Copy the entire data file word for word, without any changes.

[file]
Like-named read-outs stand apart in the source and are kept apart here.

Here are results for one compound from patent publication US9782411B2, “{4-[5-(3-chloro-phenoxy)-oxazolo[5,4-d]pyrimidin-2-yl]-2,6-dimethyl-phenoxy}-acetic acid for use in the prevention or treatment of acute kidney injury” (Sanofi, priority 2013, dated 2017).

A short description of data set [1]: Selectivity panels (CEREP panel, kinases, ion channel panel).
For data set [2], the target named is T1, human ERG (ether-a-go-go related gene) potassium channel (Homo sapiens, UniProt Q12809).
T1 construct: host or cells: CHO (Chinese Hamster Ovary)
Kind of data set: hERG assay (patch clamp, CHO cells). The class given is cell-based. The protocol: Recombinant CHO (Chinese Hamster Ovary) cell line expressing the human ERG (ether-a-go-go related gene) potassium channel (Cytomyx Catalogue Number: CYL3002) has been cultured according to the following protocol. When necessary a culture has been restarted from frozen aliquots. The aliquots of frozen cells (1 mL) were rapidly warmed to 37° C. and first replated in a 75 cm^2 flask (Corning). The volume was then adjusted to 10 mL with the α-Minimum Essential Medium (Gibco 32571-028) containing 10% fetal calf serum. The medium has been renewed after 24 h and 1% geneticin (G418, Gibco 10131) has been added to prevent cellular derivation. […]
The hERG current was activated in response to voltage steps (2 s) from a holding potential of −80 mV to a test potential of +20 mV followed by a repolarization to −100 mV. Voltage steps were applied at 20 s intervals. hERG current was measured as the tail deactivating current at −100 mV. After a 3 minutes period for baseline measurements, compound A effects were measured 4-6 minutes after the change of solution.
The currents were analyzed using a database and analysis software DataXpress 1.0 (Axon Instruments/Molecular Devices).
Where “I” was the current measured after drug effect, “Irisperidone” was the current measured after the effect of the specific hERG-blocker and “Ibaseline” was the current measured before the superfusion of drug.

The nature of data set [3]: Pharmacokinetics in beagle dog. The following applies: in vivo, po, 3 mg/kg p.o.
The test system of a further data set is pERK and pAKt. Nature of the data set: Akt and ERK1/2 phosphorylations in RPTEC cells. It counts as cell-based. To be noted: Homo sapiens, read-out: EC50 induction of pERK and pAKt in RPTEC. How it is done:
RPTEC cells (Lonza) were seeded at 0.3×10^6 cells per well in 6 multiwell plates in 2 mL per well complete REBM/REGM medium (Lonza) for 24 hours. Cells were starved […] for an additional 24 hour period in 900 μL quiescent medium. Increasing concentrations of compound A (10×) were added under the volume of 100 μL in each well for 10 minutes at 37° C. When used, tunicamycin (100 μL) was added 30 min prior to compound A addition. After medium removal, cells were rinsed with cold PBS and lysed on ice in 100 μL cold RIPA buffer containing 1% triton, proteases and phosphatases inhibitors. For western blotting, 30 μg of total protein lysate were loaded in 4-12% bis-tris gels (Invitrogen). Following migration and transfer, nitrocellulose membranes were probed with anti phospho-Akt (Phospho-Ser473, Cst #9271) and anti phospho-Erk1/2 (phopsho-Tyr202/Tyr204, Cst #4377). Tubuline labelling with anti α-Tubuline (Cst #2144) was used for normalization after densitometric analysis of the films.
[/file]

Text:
Like-named read-outs stand apart in the source and are kept apart here.

Here are results for one compound from patent publication US9782411B2, “{4-[5-(3-chloro-phenoxy)-oxazolo[5,4-d]pyrimidin-2-yl]-2,6-dimethyl-phenoxy}-acetic acid for use in the prevention or treatment of acute kidney injury” (Sanofi, priority 2013, dated 2017).

A short description of data set [1]: Selectivity panels (CEREP panel, kinases, ion channel panel).
For data set [2], the target named is T1, human ERG (ether-a-go-go related gene) potassium channel (Homo sapiens, UniProt Q12809).
T1 construct: host or cells: CHO (Chinese Hamster Ovary)
Kind of data set: hERG assay (patch clamp, CHO cells). The class given is cell-based. The protocol: Recombinant CHO (Chinese Hamster Ovary) cell line expressing the human ERG (ether-a-go-go related gene) potassium channel (Cytomyx Catalogue Number: CYL3002) has been cultured according to the following protocol. When necessary a culture has been restarted from frozen aliquots. The aliquots of frozen cells (1 mL) were rapidly warmed to 37° C. and first replated in a 75 cm^2 flask (Corning). The volume was then adjusted to 10 mL with the α-Minimum Essential Medium (Gibco 32571-028) containing 10% fetal calf serum. The medium has been renewed after 24 h and 1% geneticin (G418, Gibco 10131) has been added to prevent cellular derivation. […]
The hERG current was activated in response to voltage steps (2 s) from a holding potential of −80 mV to a test potential of +20 mV followed by a repolarization to −100 mV. Voltage steps were applied at 20 s intervals. hERG current was measured as the tail deactivating current at −100 mV. After a 3 minutes period for baseline measurements, compound A effects were measured 4-6 minutes after the change of solution.
The currents were analyzed using a database and analysis software DataXpress 1.0 (Axon Instruments/Molecular Devices).
Where “I” was the current measured after drug effect, “Irisperidone” was the current measured after the effect of the specific hERG-blocker and “Ibaseline” was the current measured before the superfusion of drug.

The nature of data set [3]: Pharmacokinetics in beagle dog. The following applies: in vivo, po, 3 mg/kg p.o.
The test system of a further data set is pERK and pAKt. Nature of the data set: Akt and ERK1/2 phosphorylations in RPTEC cells. It counts as cell-based. To be noted: Homo sapiens, read-out: EC50 induction of pERK and pAKt in RPTEC. How it is done:
RPTEC cells (Lonza) were seeded at 0.3×10^6 cells per well in 6 multiwell plates in 2 mL per well complete REBM/REGM medium (Lonza) for 24 hours. Cells were starved […] for an additional 24 hour period in 900 μL quiescent medium. Increasing concentrations of compound A (10×) were added under the volume of 100 μL in each well for 10 minutes at 37° C. When used, tunicamycin (100 μL) was added 30 min prior to compound A addition. After medium removal, cells were rinsed with cold PBS and lysed on ice in 100 μL cold RIPA buffer containing 1% triton, proteases and phosphatases inhibitors. For western blotting, 30 μg of total protein lysate were loaded in 4-12% bis-tris gels (Invitrogen). Following migration and transfer, nitrocellulose membranes were probed with anti phospho-Akt (Phospho-Ser473, Cst #9271) and anti phospho-Erk1/2 (phopsho-Tyr202/Tyr204, Cst #4377). Tubuline labelling with anti α-Tubuline (Cst #2144) was used for normalization after densitometric analysis of the films.